Microplastics are “ubiquitous” in our tap water, bottled water, and environment, but there’s not much evidence that ingesting these particles is harmful to human health, according to the World Health Organization.
The organization, which released its first-ever report into the health impacts of microplastics in drinking water on Wednesday, concluded that there wasn’t very good scientific evidence on the health effects of the plastics, but based on what we know so far, not much to suggest they’re dangerous.
“The headline message is to reassure drinking water consumers around the world that based on this assessment, our assessment of the risk is that it is low,” said Bruce Gordon, coordinator in the Water, Sanitation and Hygiene office in the Department of Public Health at WHO.
Microplastics, which are tiny particles or fibres of plastic 5 mm or less in diameter, down to the microscopic level, have been detected in bottled water, drinking water, fish and sea salt in various studies.
A recent report from the University of Victoria estimated that the average American consumes between 126 and 142 tiny particles of plastic every day.
“They occur pretty much everywhere that we look,” said Garth Covernton, a PhD candidate in biology at the University of Victoria, and one of the co-authors of that study. “That means that anything that enters our body is potentially going to contain microplastics.”
They’re in the air we’re breathing, the food we’re eating and the water we’re drinking, he said.
Need for more research
The WHO examined whether particles pass through our systems after we ingest them or build up in our bodies, whether they could harbour bacteria that they then bring into our bodies, and whether they contain chemicals that could also cause us harm.
After reviewing studies on all these topics, they decided that microplastics presented a relatively low risk to health.
WATCH: Sargasso sea turtles threatened by high levels of microplastic
However, both the WHO and Covernton note that most of the studies aren’t very strong or are hard to apply to the real world, and it’s hard to draw firm conclusions from them at this point.
“They’re kind of concluding that there is no risk based on the fact that we don’t have evidence for it,” Convernton said. “But I think that the lack of evidence isn’t necessarily because the risk isn’t there, but that we are missing really good studies looking at that.”
“I think they are a little bit hasty to conclude that there is no concern.”
With that said, though, he’s not especially worried himself. “It’s not necessarily something that keeps me up at night.”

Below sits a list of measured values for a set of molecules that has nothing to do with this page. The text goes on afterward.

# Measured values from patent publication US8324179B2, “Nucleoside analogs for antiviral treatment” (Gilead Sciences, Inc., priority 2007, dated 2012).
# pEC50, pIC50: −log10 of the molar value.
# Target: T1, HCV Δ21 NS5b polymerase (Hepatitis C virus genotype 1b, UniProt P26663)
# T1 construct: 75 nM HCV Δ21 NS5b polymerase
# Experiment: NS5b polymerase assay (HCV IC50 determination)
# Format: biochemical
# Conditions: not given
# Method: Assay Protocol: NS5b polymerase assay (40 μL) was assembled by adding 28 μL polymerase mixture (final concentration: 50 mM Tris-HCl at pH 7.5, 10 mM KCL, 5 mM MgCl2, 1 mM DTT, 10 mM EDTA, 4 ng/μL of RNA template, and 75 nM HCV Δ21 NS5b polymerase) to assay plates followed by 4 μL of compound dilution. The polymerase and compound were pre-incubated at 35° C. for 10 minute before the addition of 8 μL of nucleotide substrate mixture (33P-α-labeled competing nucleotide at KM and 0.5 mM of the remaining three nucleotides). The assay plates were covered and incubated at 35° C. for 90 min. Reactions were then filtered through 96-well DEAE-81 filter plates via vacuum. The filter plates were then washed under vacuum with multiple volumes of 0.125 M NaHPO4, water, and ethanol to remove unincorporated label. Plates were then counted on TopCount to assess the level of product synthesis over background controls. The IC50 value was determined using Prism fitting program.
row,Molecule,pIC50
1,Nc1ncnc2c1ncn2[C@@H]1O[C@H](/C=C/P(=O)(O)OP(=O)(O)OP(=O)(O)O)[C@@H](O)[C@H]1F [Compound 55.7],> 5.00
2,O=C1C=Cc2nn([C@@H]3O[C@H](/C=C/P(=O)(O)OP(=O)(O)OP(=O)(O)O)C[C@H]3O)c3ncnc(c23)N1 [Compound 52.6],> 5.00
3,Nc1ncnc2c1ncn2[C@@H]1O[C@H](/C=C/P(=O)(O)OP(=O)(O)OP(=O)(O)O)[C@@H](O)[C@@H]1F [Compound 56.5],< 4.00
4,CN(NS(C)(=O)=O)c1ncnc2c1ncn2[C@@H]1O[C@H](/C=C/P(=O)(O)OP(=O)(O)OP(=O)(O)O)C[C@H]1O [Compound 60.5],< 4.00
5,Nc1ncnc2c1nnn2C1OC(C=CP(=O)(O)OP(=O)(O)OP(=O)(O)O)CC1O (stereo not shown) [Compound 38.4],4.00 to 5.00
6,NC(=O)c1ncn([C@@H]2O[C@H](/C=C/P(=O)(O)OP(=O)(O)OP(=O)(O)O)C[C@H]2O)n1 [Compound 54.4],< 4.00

WATCH: B.C. study says humans unknowingly consume microplastics
While the WHO says that current research doesn’t show much evidence of harm, they are encouraging further study into microplastics and health. First, they noted a “very low number of studies” on the amount of microplastics in drinking water and suggested there should also be more research into where these plastics come from.
“These studies need to be well-designed, quality-controlled and provide information so that we know the number of particles that have been detected, the sizes of these particles, the shapes, as well as the chemical composition,” said Jennifer De France, a technical officer in the Water, Sanitation and Hygiene office of WHO’s Department of Public Health.
The WHO report noted that the size of particles detected in a given study often depended on how fine a filter was used to trap them, leading to extremely variable results.
They also want more research on the health impacts of microplastics that we consume in our food, in the air and other ways. The WHO has already started a research review into other ways we consume plastic, the organization said at a press conference Wednesday.
WATCH: The effect of microplastic in Toronto Waterways
Plastic particles have been noticed by scientists for decades, but detailed study only began around 2004, Covernton said, so it’s a relatively new area of research.
Despite saying that the health risks are low, the WHO is calling on countries to cut down on plastic waste — more for environmental reasons than health.
“Irrespective of whether there are any risks to human health from ingestion of microplastics in drinking-water, there is a need to improve management of plastics and reduce plastic pollution to protect the environment and human well-being,” reads the report.
“Poorly managed plastic can contribute to sanitation-related risks and air pollution, and impact tourism and overall quality of life.”
For now, they say, there are much worse things than plastic in our water. “We know now from our WHO data and UNICEF data that two billion people drink water currently that is fecally contaminated and that causes almost one million deaths per year,” Gordon said.
“That has got to be the focus of regulators around the world and we don’t recommend that regulators be monitoring for microplastics routinely.”